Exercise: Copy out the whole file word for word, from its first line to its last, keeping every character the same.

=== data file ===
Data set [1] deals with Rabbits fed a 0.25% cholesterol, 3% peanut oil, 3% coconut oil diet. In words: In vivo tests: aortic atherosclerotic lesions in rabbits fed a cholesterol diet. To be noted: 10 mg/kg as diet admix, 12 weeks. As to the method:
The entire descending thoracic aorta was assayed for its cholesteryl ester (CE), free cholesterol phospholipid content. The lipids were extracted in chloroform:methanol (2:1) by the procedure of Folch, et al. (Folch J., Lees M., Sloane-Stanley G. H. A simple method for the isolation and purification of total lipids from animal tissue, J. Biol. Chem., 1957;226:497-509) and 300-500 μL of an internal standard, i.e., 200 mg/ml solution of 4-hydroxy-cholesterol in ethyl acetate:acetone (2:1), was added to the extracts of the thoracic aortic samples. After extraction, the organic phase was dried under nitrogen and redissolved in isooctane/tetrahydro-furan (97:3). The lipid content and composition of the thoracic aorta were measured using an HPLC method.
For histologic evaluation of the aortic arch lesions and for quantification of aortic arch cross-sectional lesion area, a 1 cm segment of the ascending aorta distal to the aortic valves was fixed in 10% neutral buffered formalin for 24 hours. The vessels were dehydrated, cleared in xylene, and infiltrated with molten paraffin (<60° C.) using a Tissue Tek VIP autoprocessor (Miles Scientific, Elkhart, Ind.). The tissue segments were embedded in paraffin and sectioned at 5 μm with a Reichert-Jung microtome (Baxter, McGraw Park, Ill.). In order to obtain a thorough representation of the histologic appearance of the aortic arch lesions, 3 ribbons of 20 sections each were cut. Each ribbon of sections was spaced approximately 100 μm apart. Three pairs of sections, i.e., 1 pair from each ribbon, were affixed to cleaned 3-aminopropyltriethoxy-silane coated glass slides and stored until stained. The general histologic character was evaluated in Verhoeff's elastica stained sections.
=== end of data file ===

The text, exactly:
Data set [1] deals with Rabbits fed a 0.25% cholesterol, 3% peanut oil, 3% coconut oil diet. In words: In vivo tests: aortic atherosclerotic lesions in rabbits fed a cholesterol diet. To be noted: 10 mg/kg as diet admix, 12 weeks. As to the method:
The entire descending thoracic aorta was assayed for its cholesteryl ester (CE), free cholesterol phospholipid content. The lipids were extracted in chloroform:methanol (2:1) by the procedure of Folch, et al. (Folch J., Lees M., Sloane-Stanley G. H. A simple method for the isolation and purification of total lipids from animal tissue, J. Biol. Chem., 1957;226:497-509) and 300-500 μL of an internal standard, i.e., 200 mg/ml solution of 4-hydroxy-cholesterol in ethyl acetate:acetone (2:1), was added to the extracts of the thoracic aortic samples. After extraction, the organic phase was dried under nitrogen and redissolved in isooctane/tetrahydro-furan (97:3). The lipid content and composition of the thoracic aorta were measured using an HPLC method.
For histologic evaluation of the aortic arch lesions and for quantification of aortic arch cross-sectional lesion area, a 1 cm segment of the ascending aorta distal to the aortic valves was fixed in 10% neutral buffered formalin for 24 hours. The vessels were dehydrated, cleared in xylene, and infiltrated with molten paraffin (<60° C.) using a Tissue Tek VIP autoprocessor (Miles Scientific, Elkhart, Ind.). The tissue segments were embedded in paraffin and sectioned at 5 μm with a Reichert-Jung microtome (Baxter, McGraw Park, Ill.). In order to obtain a thorough representation of the histologic appearance of the aortic arch lesions, 3 ribbons of 20 sections each were cut. Each ribbon of sections was spaced approximately 100 μm apart. Three pairs of sections, i.e., 1 pair from each ribbon, were affixed to cleaned 3-aminopropyltriethoxy-silane coated glass slides and stored until stained. The general histologic character was evaluated in Verhoeff's elastica stained sections.